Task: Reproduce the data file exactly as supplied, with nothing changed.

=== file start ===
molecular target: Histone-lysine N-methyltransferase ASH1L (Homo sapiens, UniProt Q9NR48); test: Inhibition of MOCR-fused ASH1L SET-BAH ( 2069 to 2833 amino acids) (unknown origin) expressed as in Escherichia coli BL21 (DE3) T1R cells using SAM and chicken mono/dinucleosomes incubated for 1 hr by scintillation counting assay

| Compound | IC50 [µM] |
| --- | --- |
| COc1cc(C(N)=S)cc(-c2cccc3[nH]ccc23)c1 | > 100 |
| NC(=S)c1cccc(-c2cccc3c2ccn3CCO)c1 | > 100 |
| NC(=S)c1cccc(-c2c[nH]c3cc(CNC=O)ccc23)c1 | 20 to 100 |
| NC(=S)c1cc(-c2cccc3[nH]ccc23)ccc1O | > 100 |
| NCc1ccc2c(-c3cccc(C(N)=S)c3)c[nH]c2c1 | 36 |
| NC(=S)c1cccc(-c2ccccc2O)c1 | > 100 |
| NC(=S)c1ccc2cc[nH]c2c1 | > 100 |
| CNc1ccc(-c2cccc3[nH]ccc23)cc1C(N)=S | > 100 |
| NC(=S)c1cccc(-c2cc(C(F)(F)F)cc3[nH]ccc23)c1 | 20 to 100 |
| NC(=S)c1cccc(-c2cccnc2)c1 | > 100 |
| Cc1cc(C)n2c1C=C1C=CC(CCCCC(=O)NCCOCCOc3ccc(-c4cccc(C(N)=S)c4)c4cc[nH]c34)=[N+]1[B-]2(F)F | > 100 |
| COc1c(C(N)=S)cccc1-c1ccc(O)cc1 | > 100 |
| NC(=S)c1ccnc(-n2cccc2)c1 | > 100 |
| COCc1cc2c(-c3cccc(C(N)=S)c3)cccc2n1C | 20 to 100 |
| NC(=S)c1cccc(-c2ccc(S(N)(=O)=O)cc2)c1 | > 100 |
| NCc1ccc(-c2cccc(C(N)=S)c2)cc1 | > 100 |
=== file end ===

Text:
molecular target: Histone-lysine N-methyltransferase ASH1L (Homo sapiens, UniProt Q9NR48); test: Inhibition of MOCR-fused ASH1L SET-BAH ( 2069 to 2833 amino acids) (unknown origin) expressed as in Escherichia coli BL21 (DE3) T1R cells using SAM and chicken mono/dinucleosomes incubated for 1 hr by scintillation counting assay

| Compound | IC50 [µM] |
| --- | --- |
| COc1cc(C(N)=S)cc(-c2cccc3[nH]ccc23)c1 | > 100 |
| NC(=S)c1cccc(-c2cccc3c2ccn3CCO)c1 | > 100 |
| NC(=S)c1cccc(-c2c[nH]c3cc(CNC=O)ccc23)c1 | 20 to 100 |
| NC(=S)c1cc(-c2cccc3[nH]ccc23)ccc1O | > 100 |
| NCc1ccc2c(-c3cccc(C(N)=S)c3)c[nH]c2c1 | 36 |
| NC(=S)c1cccc(-c2ccccc2O)c1 | > 100 |
| NC(=S)c1ccc2cc[nH]c2c1 | > 100 |
| CNc1ccc(-c2cccc3[nH]ccc23)cc1C(N)=S | > 100 |
| NC(=S)c1cccc(-c2cc(C(F)(F)F)cc3[nH]ccc23)c1 | 20 to 100 |
| NC(=S)c1cccc(-c2cccnc2)c1 | > 100 |
| Cc1cc(C)n2c1C=C1C=CC(CCCCC(=O)NCCOCCOc3ccc(-c4cccc(C(N)=S)c4)c4cc[nH]c34)=[N+]1[B-]2(F)F | > 100 |
| COc1c(C(N)=S)cccc1-c1ccc(O)cc1 | > 100 |
| NC(=S)c1ccnc(-n2cccc2)c1 | > 100 |
| COCc1cc2c(-c3cccc(C(N)=S)c3)cccc2n1C | 20 to 100 |
| NC(=S)c1cccc(-c2ccc(S(N)(=O)=O)cc2)c1 | > 100 |
| NCc1ccc(-c2cccc(C(N)=S)c2)cc1 | > 100 |